If you can’t tell from the whole This Entire Newsletter, I know entirely too many random pop culture tidbits, and I am always bursting at the seams for a chance to share them. You can imagine what it’s like to watch a movie with me. If you can’t, this TikTok from a user named Peterb3.14 sums it up perfectly:
I feel so seen!
This week, I watched the movie Best in Show with my brother. It’s a movie by the inimitable Christopher Guest, whom I adore, so I naturally needed to pipe up with multiple fun facts throughout the movie. When he first appeared as Harlan Pepper, the North Carolinian yokel who works at a bait shop, I had to jump on the tenuous excuse of his accent work to drop some knowledge.
“You know he’s British,” I said smugly and reaped the benefit of my brother pausing the movie and expressing his disbelief. He said that we obviously needed to pull up an interview to hear his real accent, and I sat there in contentment, waiting to see his mind be blown. But it was my mind that was blown, because the interview proved that Christopher Guest had AN AMERICAN ACCENT. How could I have gotten this so wrong? Did I know less about Christopher Guest than I thought? Was I next going to learn that Christopher Guest isn’t actually married to Jamie Lee Curtis?!
An investigation was needed. Why did I think that Christopher Guest was British? Is he British? If so, how British?
I have examined the evidence and present the result of my findings here. We will look at each piece on its own and evaluate just how British — or not — each detail proves him to be.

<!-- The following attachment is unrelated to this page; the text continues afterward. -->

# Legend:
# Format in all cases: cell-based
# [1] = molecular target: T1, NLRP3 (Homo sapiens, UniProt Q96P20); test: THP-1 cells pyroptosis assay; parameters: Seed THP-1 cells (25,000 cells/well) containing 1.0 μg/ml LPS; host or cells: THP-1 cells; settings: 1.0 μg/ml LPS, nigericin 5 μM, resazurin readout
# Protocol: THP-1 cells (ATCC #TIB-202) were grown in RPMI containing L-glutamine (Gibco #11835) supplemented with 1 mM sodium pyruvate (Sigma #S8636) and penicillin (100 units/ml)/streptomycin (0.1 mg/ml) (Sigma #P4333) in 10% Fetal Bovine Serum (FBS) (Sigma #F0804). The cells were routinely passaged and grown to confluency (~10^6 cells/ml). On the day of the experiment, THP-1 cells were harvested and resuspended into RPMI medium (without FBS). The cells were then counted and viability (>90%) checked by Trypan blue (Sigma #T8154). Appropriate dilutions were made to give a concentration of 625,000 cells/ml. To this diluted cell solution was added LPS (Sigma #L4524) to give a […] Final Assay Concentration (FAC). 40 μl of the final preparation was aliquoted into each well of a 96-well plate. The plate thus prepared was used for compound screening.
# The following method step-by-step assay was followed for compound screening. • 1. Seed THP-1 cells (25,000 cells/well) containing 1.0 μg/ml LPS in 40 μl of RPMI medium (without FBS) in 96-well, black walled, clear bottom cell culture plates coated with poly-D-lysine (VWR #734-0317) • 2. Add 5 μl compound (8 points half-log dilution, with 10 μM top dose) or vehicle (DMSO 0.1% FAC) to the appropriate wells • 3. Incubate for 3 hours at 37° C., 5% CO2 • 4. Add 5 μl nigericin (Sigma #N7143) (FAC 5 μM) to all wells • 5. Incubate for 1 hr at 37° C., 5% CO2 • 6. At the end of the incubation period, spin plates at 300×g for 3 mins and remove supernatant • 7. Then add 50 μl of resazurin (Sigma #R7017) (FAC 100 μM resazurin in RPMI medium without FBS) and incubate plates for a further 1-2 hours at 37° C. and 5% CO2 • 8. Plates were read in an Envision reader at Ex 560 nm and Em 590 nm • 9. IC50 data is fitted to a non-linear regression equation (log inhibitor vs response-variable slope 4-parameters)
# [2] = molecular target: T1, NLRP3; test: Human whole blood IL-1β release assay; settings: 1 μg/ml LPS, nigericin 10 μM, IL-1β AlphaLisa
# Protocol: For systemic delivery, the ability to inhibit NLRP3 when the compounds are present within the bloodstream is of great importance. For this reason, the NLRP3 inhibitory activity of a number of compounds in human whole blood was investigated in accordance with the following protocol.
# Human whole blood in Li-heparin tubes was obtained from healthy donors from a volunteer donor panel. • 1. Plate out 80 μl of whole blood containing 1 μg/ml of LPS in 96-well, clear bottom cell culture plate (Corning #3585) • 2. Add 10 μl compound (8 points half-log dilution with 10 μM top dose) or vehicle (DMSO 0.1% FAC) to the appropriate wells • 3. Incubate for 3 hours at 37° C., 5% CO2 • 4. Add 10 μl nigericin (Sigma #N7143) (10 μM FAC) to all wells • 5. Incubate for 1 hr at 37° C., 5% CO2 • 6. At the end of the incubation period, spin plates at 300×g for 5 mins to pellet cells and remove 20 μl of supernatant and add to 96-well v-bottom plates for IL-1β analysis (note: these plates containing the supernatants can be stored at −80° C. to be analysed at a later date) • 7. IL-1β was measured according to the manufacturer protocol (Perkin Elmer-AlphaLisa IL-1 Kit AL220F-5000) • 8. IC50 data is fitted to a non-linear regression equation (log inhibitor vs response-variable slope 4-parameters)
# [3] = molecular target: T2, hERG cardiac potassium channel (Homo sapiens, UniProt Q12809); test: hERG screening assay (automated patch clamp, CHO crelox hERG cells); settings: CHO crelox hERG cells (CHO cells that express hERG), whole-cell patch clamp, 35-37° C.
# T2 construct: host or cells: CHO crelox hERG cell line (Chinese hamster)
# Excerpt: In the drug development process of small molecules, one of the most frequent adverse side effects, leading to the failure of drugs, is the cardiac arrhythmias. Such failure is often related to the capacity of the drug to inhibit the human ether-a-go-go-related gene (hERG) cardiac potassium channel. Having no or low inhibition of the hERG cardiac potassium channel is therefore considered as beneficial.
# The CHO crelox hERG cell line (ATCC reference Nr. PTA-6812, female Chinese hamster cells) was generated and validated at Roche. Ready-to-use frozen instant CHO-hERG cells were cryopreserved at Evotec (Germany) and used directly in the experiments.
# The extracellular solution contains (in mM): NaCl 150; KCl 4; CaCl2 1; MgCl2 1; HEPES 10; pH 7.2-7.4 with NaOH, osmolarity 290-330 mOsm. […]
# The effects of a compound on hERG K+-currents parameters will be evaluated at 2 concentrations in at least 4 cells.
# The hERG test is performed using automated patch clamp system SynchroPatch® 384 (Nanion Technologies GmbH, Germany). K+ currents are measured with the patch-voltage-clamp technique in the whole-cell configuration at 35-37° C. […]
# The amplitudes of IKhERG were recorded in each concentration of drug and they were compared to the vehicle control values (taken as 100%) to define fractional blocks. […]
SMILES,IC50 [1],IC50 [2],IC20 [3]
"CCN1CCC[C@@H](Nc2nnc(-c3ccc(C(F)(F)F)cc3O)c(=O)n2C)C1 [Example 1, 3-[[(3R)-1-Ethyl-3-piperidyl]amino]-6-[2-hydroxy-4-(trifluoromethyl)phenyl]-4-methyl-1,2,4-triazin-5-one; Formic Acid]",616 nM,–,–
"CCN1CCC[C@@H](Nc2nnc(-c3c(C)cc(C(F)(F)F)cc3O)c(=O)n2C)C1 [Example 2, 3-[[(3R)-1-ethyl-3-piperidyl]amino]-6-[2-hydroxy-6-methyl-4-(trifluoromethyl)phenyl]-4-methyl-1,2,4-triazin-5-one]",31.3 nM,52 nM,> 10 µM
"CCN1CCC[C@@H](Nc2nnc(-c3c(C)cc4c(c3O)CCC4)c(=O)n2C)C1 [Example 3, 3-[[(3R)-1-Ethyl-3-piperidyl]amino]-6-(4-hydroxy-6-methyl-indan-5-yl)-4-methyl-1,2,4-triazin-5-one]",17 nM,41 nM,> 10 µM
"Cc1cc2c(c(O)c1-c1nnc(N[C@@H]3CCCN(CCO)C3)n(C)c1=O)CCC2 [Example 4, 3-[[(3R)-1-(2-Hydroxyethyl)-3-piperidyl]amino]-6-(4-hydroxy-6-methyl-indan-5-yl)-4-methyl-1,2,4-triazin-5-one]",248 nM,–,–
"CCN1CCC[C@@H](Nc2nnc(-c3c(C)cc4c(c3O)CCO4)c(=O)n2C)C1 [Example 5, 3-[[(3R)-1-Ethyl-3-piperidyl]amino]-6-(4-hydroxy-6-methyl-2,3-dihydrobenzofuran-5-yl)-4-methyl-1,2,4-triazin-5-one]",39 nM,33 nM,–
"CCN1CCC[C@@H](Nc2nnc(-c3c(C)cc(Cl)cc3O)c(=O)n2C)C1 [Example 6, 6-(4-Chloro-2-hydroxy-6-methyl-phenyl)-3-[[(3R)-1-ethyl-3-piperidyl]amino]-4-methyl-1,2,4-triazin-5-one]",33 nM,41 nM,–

Parentage and citizenship
We must begin at the beginning. The confusion starts immediately: Christopher Guest is, by birth, both British and American. His father was a British United Nations diplomat, which is incredibly British, and his mother was a CBS executive, which is incredibly American. He has duel citizenship.
How British is it? This is a clear 50-50 split, equally British and American.
Guest was born in New York City. Though he spent parts of his childhood in the U.K., his upbringing seems to have been pretty thoroughly conducted on this side of the pond. He learned to play the clarinet, which could be construed as a British activity, but he later got into bluegrass and rock, both of which are American musical styles, no matter how often and how well the Brits borrow from us. He studied acting at Tisch, which is the absolute most American way to study acting.